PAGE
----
Early last week, President Joseph Castro of the California State University of Fresno delivered his school’s first “state of the university” address. The address, which kicks off an annual series designed to strengthen relations between Fresno State’s alumni, administrators and surrounding local leaders, is a model of community building that Georgetown’s administration ought to consider following.
The benefits of an annual “state of the university” address would be numerous. Perhaps most valuably, such an address would provide students and alumni with a better understanding of Georgetown’s goals over the coming year. In the process, alumni and administrators would be able to work more cohesively towards fundraising goals, thus creating more interest in expanding the Georgetown endowment. Moreover, a yearly rundown of the Georgetown community’s objectives would help contribute to students’ sense connection to their peers at a university where a uniform “school spirit” often struggles to coalesce.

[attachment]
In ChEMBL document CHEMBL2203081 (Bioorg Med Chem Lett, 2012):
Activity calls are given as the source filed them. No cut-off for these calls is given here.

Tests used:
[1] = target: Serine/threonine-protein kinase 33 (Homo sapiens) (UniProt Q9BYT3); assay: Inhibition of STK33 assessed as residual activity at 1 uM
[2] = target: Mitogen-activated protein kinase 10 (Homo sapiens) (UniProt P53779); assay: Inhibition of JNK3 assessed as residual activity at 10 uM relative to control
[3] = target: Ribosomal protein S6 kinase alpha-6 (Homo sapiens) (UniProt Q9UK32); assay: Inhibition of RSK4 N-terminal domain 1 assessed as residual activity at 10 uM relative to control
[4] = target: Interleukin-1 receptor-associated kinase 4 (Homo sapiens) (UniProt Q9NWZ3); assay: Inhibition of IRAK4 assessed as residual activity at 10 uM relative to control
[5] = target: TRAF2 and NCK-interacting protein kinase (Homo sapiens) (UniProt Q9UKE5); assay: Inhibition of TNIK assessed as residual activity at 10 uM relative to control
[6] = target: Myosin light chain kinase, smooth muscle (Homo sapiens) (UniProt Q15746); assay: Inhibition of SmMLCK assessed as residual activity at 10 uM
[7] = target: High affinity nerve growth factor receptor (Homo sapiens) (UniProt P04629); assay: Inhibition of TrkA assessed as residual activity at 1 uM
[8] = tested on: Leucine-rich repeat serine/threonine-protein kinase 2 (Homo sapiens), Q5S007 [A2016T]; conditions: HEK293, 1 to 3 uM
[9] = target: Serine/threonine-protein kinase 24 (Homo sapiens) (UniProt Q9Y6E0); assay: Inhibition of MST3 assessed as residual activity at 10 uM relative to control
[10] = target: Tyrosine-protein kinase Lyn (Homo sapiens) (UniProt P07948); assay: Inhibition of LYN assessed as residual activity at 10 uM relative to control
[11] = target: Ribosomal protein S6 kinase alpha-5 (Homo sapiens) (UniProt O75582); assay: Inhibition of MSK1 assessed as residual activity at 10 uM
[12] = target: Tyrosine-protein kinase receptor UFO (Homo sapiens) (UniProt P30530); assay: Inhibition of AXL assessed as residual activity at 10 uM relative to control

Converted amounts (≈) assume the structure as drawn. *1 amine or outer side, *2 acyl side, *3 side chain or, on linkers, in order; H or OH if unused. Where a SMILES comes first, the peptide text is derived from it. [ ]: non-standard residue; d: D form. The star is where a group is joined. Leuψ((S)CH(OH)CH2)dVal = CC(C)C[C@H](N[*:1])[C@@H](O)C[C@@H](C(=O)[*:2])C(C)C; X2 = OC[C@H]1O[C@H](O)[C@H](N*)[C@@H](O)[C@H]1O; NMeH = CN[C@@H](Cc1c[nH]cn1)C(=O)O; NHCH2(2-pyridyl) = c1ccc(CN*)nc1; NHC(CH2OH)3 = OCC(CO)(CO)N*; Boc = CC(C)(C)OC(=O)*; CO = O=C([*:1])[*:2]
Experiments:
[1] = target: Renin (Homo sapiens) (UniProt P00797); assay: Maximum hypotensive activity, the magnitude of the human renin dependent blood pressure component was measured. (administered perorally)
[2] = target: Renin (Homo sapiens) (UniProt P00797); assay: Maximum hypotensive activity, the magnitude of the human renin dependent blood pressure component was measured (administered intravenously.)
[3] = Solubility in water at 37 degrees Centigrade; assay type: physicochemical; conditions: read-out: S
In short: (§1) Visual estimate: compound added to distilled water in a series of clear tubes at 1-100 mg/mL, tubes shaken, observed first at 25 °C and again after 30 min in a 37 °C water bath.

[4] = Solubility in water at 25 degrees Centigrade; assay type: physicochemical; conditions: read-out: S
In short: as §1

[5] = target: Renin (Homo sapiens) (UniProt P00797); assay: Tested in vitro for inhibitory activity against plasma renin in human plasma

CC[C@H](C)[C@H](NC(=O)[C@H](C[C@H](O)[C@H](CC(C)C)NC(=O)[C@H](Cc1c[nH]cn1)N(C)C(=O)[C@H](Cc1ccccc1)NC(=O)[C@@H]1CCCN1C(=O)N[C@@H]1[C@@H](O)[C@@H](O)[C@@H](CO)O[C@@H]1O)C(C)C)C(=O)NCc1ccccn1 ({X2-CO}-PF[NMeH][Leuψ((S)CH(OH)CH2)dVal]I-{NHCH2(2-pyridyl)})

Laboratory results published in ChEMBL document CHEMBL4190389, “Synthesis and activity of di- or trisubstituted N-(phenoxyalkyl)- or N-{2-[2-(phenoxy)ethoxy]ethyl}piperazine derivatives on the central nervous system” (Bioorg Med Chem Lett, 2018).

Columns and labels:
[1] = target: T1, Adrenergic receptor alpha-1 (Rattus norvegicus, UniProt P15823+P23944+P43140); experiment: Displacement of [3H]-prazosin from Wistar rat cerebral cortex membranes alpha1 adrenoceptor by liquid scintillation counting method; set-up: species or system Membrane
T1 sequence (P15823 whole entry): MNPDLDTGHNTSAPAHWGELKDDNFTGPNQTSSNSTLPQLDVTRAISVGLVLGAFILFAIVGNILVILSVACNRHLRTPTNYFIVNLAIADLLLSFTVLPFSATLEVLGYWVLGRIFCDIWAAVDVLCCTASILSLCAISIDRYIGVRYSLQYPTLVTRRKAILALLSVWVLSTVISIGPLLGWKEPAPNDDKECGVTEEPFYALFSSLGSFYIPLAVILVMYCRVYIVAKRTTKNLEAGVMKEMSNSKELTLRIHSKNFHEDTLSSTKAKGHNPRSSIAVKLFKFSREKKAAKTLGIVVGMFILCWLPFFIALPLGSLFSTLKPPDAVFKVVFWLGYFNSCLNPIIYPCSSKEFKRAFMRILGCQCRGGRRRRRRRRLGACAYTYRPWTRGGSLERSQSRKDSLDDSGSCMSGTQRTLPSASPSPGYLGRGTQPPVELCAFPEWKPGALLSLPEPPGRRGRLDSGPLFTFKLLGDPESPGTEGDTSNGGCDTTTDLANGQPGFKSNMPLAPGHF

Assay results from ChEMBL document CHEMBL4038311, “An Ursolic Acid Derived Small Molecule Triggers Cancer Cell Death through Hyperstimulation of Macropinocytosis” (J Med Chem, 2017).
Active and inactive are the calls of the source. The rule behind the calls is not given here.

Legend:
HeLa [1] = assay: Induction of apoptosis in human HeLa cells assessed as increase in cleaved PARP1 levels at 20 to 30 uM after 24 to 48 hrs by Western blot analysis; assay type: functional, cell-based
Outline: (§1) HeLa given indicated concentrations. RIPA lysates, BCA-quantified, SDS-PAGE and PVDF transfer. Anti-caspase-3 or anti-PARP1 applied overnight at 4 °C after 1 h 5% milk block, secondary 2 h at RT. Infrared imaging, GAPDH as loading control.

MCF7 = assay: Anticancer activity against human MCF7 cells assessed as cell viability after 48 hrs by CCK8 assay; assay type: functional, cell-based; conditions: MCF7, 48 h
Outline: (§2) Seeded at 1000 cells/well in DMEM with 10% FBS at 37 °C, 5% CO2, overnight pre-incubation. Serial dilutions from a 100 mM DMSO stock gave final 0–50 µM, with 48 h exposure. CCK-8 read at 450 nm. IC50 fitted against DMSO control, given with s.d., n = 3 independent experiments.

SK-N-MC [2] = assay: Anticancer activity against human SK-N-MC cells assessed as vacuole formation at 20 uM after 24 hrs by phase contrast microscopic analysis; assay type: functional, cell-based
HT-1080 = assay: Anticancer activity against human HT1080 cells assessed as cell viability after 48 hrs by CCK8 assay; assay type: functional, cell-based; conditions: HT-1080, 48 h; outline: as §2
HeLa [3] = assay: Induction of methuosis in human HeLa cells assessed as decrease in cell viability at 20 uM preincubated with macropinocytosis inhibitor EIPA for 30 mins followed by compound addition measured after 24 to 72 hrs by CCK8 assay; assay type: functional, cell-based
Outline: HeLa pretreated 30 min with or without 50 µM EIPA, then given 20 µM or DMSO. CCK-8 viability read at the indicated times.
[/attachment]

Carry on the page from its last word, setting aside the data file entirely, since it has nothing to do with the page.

A “state of the university” address would also allow more fruitful interaction between Georgetown and its surrounding neighborhoods. Though Georgetown currently houses a robust Office of Community Engagement, too often its initiatives and opportunities are unknown to those beyond campus. A high-profile address such as the one proposed here would advertise the work of community engagement staff to a wider audience than Georgetown’s immediate neighbors, thus furthering Georgetown’s commitment to the “common good” in the D.C.-Metro region.
In light of Georgetown’s historically weak endowment, strained or otherwise nonexistent relations with its neighbors and lack of a cohesive student culture, administrators should consider the potential benefits of an annual “state of the university” address. In the absence of such broad and direct communication, Georgetown risks underutilizing not only its extensive alumni network, but also its surrounding community and student body.
Have a reaction to this article? Write a letter to the editor.